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Checks and Balances

Errors can be a frequent occurrence in background checks, according to this March 16, 2005 article by our staffing columnist.

Wednesday, January 25, 2006
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Most employers perform background checks on new employees, and if statistics are correct, about 25 percent of them receive bad information.

Do a Web search on the topic and stories abound of incorrect credit reports, identity confusion and inaccurate criminal-history information. There's the man applying for a mortgage who's told that he's dead or the couple who doggedly try to correct bad credit information -- and are rebuffed by the credit-reporting bureau.

Of more interest to employers is the tale of the employee who loses his job because a background check comes back with wrong information. Once he finally convinces his employers that identity confusion was to blame, he is reinstated, but believing his reputation is fatally tarnished, later files a lawsuit.

The case has not yet come to fruition, but the incident can serve as a cautionary tale.

"To my knowledge," says Scott Smith, vice president of client services for American Background, an employment-screening company in Winchester, Va., "there aren't any industrywide metrics that are going to tell you how many situations companies get into because they are using bad information. I will tell you there is a lot of bad information out there."

According to a survey released last year by Washington-based consumer group, U.S. PIRG, one in four (25 percent) credit reports contain errors serious enough to cause consumers to be denied credit, loans or a job.

"The big credit bureaus and big business tolerate big mistakes in credit reports," says Ed Mierzwinski, U.S. PIRG Consumer Program Director. "But those mistakes ruin the financial reputations of hardworking Americans."

Credit checks by employers are not as prevalent as criminal-background checks, according to a 2003 survey by the Society for Human Resource Management. That survey found that about eight in 10 employers (82 percent) investigate the backgrounds of potential employees, with such investigations broken down as follows: reference checks and criminal-background checks (each at 80 percent), previous work history (79 percent), education (55 percent), motor-vehicle record (44 percent), credit check (35 percent) and military-discharge information (21 percent).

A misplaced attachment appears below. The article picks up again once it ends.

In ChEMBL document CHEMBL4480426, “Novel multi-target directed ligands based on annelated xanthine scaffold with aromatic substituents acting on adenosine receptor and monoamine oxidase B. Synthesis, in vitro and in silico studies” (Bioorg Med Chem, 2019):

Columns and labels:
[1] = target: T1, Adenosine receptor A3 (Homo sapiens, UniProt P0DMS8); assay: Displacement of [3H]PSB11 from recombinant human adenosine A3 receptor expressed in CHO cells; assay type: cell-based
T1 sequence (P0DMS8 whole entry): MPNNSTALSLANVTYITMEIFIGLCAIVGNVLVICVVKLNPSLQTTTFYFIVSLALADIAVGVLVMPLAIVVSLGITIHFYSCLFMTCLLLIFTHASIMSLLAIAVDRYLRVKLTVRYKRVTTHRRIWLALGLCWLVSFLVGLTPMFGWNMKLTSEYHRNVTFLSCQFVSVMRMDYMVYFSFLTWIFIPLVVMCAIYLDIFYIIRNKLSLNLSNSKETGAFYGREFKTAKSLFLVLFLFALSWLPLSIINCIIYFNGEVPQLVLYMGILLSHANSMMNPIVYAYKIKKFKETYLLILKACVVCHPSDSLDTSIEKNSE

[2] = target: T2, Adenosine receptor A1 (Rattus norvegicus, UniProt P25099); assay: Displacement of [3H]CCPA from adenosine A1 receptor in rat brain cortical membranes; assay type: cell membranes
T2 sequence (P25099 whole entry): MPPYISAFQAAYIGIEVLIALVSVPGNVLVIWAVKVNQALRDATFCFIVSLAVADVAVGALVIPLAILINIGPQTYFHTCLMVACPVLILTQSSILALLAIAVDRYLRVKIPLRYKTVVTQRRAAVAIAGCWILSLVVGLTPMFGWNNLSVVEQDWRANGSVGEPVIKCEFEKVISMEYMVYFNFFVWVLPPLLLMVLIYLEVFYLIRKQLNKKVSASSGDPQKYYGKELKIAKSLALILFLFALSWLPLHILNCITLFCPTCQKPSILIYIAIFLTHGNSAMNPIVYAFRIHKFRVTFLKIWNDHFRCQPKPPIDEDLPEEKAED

In this security-conscious world, employers have increased their propensity to do background checks. So, too, has the number of databases offering credit and criminal-background information increased. Be warned, however, such Internet databases are held in contempt by many reputable background screeners.

Such online sources "are full of holes," says Les Rosen, an attorney and founder of Novato, Calif.-based Employment Screening Resources. "The real area where employers will find a high error rate is where they go online and use one of these do-it-yourself services."

Such databases are compilations of information from a variety of sources, he says, and they are not complete or up-to-date.

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Background-screening companies always double-check negative information on targets of searches, Rosen says. And even if the firm gets its information directly from courthouse records -- which is the most dependable source of information -- errors can occur.

One job candidate investigated by Rosen's firm was the apparent perpetrator of a "moderately serious" sex-related crime. It turned out, however, that the candidate was the victim of identity theft. He did not fit the physical description of the criminal although it was his name and identity information used during the arrest.

Because there is always the chance of a mix-up, employers need to protect themselves by rigorously complying with the "adverse action" processes outlined in the Fair Credit Reporting Act, says Richard Seldon, president of Sterling Testing Systems, a New York-based company that offers pre-employment services.

That process requires companies to make sure the job candidate -- or target of the search -- be notified of the report findings and be given an opportunity to correct the information contained in the report. Companies should not take any action based on a report without taking these steps, he warns.

"There is a process and the process is in place to protect the individual because there is no perfect system," Seldon says. "The major difficulty for a lot of companies . . . [is] they don't follow the processes in place. If they did, they wouldn't get in hot water."

This column originally appeared in Human Resource Executive┬«  magazine on March 16, 2005.

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